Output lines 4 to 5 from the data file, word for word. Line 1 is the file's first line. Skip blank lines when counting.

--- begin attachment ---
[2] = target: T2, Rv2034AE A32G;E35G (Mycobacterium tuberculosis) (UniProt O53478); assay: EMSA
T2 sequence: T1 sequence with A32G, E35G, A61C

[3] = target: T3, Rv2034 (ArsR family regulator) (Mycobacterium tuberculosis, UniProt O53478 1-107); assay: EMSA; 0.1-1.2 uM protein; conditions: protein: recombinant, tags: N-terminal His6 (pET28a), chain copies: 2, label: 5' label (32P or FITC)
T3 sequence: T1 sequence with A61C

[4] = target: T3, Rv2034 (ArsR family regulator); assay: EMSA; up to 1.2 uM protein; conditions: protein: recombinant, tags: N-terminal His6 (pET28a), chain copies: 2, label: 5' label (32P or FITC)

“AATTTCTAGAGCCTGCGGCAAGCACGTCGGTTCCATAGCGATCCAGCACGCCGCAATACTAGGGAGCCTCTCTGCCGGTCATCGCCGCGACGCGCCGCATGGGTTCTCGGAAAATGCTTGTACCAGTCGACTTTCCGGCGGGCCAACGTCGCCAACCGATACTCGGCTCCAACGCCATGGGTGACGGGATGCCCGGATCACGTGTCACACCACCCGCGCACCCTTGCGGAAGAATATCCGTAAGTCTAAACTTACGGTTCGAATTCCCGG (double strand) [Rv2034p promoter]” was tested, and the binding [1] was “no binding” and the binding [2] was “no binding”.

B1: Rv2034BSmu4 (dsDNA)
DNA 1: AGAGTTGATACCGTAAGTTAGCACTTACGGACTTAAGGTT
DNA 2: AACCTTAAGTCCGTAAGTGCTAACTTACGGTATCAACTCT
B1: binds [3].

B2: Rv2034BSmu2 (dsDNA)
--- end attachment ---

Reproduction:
T3 sequence: T1 sequence with A61C

[4] = target: T3, Rv2034 (ArsR family regulator); assay: EMSA; up to 1.2 uM protein; conditions: protein: recombinant, tags: N-terminal His6 (pET28a), chain copies: 2, label: 5' label (32P or FITC)